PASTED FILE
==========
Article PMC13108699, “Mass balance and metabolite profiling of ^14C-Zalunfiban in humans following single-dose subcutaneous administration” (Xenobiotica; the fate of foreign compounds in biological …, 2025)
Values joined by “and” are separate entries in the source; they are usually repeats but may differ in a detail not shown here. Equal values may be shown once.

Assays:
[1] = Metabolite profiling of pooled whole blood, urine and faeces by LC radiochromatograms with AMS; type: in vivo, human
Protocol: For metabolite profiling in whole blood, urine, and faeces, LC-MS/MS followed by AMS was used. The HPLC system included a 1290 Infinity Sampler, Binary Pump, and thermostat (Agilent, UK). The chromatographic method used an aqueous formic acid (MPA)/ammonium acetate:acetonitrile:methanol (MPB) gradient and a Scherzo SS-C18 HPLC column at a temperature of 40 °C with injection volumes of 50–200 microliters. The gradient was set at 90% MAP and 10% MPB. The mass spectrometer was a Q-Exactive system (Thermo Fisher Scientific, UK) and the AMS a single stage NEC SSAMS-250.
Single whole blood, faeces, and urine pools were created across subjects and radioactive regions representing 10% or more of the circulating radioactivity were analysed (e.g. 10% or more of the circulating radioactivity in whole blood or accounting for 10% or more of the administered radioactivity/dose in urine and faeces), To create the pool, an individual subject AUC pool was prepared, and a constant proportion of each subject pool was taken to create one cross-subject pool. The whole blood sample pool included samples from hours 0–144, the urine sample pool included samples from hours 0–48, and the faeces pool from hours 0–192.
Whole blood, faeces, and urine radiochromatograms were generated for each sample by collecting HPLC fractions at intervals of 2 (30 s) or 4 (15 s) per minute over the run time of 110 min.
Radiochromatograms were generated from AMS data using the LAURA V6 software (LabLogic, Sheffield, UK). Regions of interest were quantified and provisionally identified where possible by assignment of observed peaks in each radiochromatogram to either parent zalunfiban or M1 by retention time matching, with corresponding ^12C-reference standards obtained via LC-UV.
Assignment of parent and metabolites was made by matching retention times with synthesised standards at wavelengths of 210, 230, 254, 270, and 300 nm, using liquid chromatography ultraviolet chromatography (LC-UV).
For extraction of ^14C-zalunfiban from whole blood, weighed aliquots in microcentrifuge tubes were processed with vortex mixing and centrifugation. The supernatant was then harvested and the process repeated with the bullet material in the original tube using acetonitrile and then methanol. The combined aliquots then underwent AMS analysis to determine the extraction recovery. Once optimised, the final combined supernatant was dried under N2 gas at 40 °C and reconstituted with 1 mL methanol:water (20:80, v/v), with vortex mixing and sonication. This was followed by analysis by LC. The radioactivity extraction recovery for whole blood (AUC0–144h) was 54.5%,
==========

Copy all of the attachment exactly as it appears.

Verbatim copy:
Article PMC13108699, “Mass balance and metabolite profiling of ^14C-Zalunfiban in humans following single-dose subcutaneous administration” (Xenobiotica; the fate of foreign compounds in biological …, 2025)
Values joined by “and” are separate entries in the source; they are usually repeats but may differ in a detail not shown here. Equal values may be shown once.

Assays:
[1] = Metabolite profiling of pooled whole blood, urine and faeces by LC radiochromatograms with AMS; type: in vivo, human
Protocol: For metabolite profiling in whole blood, urine, and faeces, LC-MS/MS followed by AMS was used. The HPLC system included a 1290 Infinity Sampler, Binary Pump, and thermostat (Agilent, UK). The chromatographic method used an aqueous formic acid (MPA)/ammonium acetate:acetonitrile:methanol (MPB) gradient and a Scherzo SS-C18 HPLC column at a temperature of 40 °C with injection volumes of 50–200 microliters. The gradient was set at 90% MAP and 10% MPB. The mass spectrometer was a Q-Exactive system (Thermo Fisher Scientific, UK) and the AMS a single stage NEC SSAMS-250.
Single whole blood, faeces, and urine pools were created across subjects and radioactive regions representing 10% or more of the circulating radioactivity were analysed (e.g. 10% or more of the circulating radioactivity in whole blood or accounting for 10% or more of the administered radioactivity/dose in urine and faeces), To create the pool, an individual subject AUC pool was prepared, and a constant proportion of each subject pool was taken to create one cross-subject pool. The whole blood sample pool included samples from hours 0–144, the urine sample pool included samples from hours 0–48, and the faeces pool from hours 0–192.
Whole blood, faeces, and urine radiochromatograms were generated for each sample by collecting HPLC fractions at intervals of 2 (30 s) or 4 (15 s) per minute over the run time of 110 min.
Radiochromatograms were generated from AMS data using the LAURA V6 software (LabLogic, Sheffield, UK). Regions of interest were quantified and provisionally identified where possible by assignment of observed peaks in each radiochromatogram to either parent zalunfiban or M1 by retention time matching, with corresponding ^12C-reference standards obtained via LC-UV.
Assignment of parent and metabolites was made by matching retention times with synthesised standards at wavelengths of 210, 230, 254, 270, and 300 nm, using liquid chromatography ultraviolet chromatography (LC-UV).
For extraction of ^14C-zalunfiban from whole blood, weighed aliquots in microcentrifuge tubes were processed with vortex mixing and centrifugation. The supernatant was then harvested and the process repeated with the bullet material in the original tube using acetonitrile and then methanol. The combined aliquots then underwent AMS analysis to determine the extraction recovery. Once optimised, the final combined supernatant was dried under N2 gas at 40 °C and reconstituted with 1 mL methanol:water (20:80, v/v), with vortex mixing and sonication. This was followed by analysis by LC. The radioactivity extraction recovery for whole blood (AUC0–144h) was 54.5%,